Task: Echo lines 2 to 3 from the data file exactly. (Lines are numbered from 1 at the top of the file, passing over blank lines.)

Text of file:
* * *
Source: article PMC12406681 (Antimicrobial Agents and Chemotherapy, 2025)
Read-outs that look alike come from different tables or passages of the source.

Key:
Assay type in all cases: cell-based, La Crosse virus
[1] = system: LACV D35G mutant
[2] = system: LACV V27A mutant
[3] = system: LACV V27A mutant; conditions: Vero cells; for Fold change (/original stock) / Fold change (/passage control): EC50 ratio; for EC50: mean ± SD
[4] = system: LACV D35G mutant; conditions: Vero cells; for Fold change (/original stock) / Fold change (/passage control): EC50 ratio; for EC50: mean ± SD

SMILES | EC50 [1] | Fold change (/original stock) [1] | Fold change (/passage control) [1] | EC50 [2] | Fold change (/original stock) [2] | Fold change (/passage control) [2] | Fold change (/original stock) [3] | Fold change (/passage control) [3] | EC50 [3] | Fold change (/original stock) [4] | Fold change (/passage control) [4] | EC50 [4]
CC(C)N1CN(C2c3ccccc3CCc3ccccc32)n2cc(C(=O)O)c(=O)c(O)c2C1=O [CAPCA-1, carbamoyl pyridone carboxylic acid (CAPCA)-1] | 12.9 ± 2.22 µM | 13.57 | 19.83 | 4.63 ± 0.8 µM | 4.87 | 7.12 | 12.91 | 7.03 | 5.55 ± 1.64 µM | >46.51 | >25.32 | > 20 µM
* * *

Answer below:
Read-outs that look alike come from different tables or passages of the source.

Key: